Post Processing Manipulation
    Besides stabilizing the video during flight, you can also use software to stabilize it afterwards. There are various ways you can do this. With less advanced image editing software this involves cutting off the edges of your video and then manually re-centering it every few seconds. (I use Sony Vegas Movie Studio to do this).

    If you search online you can find other video stabilization software packages. More recently Youtube added a video stabilization feature. You push a button and it does it automatically for you. But I personally find this feature distorts the video too much so I rarely use it.

    Lastly, if your camera filmed at a high frame rate (~50fps or above), you could put the video in slo-mo. This creates a false impression that it isn't rocking and swaying nearly as much as before. For video above the clouds I find this works really well.

    Video Length
    The entire flight will likely last ~3 hours, plus the time it takes for you to launch and retrieve it. That's going to be a huge video file! Make sure you calculate how big of a memory card you will need, and that your camera won't run out battery power before the flight ends. Some cameras also won't take videos more than X minutes long or Y gigabytes large. We used a 32GB high speed memory card.

    Test your camera and memory card combination for the entire expected flight time beforehand at home. Do this test in a realistic situation, such as while in the insulated package - to test for thermal shutdown due to overheating.

    You can also use this test time to figure out what software you need to open such large video files - so you can watch the video immediately after retrieval.

    Using Two Cameras
    We almost always have a camera fail. Either due to file size limit issues, overheating, or the off button getting accidentally pressed. Fortunately we always have two cameras on board. One is dedicated to high resolution video, while the other takes high resolution stills every ~10 seconds (the camera has a programmable timer).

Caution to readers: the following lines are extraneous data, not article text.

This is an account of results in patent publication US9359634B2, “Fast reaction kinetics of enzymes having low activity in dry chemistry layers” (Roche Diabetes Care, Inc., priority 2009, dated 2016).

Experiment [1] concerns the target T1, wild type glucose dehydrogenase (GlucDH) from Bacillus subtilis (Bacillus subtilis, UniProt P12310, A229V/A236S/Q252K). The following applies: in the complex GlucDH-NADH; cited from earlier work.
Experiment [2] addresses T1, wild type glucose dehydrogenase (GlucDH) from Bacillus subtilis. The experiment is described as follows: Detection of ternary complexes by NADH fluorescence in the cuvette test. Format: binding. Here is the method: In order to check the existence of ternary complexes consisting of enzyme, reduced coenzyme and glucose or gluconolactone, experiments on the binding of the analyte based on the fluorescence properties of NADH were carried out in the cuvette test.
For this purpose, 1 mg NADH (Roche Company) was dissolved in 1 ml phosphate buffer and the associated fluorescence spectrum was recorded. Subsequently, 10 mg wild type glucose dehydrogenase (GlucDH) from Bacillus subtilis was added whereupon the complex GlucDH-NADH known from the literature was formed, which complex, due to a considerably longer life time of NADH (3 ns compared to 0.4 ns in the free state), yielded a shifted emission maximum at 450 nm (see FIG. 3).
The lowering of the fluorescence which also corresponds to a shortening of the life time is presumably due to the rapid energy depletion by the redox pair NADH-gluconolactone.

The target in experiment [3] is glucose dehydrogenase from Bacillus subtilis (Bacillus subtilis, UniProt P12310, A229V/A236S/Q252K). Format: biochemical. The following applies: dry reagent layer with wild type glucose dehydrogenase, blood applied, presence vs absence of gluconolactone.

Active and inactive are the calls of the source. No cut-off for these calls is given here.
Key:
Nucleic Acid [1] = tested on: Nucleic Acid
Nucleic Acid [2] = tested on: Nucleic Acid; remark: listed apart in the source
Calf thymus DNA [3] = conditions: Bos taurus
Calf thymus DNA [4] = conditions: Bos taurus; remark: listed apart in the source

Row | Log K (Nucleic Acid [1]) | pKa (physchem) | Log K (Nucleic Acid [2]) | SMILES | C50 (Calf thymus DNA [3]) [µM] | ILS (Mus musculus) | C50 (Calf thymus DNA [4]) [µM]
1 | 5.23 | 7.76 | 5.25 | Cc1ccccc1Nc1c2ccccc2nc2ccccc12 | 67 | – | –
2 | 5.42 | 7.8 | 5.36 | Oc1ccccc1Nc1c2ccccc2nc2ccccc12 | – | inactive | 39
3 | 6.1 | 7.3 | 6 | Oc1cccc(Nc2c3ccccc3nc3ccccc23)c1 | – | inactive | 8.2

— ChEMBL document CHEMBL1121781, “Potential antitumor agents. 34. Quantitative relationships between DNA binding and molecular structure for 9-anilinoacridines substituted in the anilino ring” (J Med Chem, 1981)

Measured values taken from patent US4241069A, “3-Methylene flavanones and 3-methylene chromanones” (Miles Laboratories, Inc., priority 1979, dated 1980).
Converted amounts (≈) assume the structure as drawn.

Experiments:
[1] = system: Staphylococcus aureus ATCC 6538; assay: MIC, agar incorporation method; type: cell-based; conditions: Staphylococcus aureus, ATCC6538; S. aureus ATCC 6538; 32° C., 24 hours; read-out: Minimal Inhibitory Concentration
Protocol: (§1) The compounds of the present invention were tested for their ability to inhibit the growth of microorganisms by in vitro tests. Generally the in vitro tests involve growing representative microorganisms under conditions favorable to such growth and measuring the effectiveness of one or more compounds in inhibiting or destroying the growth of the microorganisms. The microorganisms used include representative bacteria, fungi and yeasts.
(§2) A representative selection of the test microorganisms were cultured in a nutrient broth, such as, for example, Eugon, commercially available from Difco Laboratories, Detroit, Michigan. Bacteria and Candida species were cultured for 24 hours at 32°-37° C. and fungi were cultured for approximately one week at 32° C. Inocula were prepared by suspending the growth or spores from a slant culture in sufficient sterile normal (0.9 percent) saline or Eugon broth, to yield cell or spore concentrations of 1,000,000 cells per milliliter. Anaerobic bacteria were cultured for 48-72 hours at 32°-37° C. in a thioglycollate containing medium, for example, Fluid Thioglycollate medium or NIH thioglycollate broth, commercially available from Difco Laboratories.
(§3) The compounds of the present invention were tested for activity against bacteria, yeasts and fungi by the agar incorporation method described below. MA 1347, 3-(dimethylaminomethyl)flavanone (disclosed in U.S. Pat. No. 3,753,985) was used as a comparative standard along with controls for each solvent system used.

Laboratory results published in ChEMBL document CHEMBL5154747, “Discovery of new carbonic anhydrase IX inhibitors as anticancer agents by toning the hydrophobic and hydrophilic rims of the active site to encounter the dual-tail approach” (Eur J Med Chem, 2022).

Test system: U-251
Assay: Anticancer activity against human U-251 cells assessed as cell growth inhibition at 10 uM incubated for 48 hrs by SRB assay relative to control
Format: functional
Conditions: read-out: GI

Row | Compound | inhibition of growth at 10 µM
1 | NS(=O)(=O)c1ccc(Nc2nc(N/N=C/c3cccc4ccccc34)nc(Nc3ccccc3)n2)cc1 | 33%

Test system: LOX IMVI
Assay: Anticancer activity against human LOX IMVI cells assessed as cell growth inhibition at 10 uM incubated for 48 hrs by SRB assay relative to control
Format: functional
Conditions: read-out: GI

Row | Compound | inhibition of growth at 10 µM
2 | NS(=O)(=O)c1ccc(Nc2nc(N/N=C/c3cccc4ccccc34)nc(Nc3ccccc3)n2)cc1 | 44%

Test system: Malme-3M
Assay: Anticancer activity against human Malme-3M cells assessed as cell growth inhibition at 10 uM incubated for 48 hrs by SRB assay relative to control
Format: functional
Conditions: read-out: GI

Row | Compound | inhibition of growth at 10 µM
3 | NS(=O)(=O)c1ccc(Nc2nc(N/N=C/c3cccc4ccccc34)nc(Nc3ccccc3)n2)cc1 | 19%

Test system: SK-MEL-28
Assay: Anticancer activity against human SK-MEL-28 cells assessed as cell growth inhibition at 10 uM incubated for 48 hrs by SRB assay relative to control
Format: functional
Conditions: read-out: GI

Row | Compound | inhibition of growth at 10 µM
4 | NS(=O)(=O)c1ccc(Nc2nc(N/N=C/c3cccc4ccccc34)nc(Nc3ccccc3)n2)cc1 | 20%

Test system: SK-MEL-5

The camera which takes the still images is programmable. We've tried playing around with the various light settings, but haven't had much success on improving average image quality beyond default settings.

    These are the cameras we've flown:

    • Kodak Zi-6 HD Video Cam
    • Canon A530 Still Cam
    • Canon Powershot A480
    • Canon Powershot SD300 Digital ELPH

    The Kodak camera had serious overheating issues. We had two of this model - the first took more than an hour to overheat and the other failed almost immediately. We've since ditched it.

    Live Video Transmission
    In the old days video wasn't stored and recovered - it was transmitted live. We didn't do this and I have no experience with it, but a quick google search should get you more information. The general concept is to couple the A/V output of a camcorder or digital camera to an ATV or SSTV system. Here are some links to help you out:

    Slow Scan (SSTV)
    Fast Scan/Amateur Television (ATV)

    To receive SSTV, you'll need a receiver. You can then attach it to your laptop and view the video using the following software.

    note: Transmission of any video requires having a HAM license.

    Calculating Distance to Horizon
    The higher a near space capsule ascends the greater the distance to its horizon. A simple rule of thumb is that the distance to the horizon in miles equals the square root of one and a half times the altitude in feet. In other words:

    distance in miles = sqrt( 1.5 x altitude)

    You can also calculate Earth's angular diameter using this equation:

    angular diameter of the Earth = arcsine[Re / (Re + altitude)]

    Re is the radius of the Earth (3963 miles or 6378 km).

Get Your Ad Here

Has this site helped you with your robot? Give us credit - link back, and help others in the forums!
Society of Robots copyright 2005-2014
forum SMF post simple machines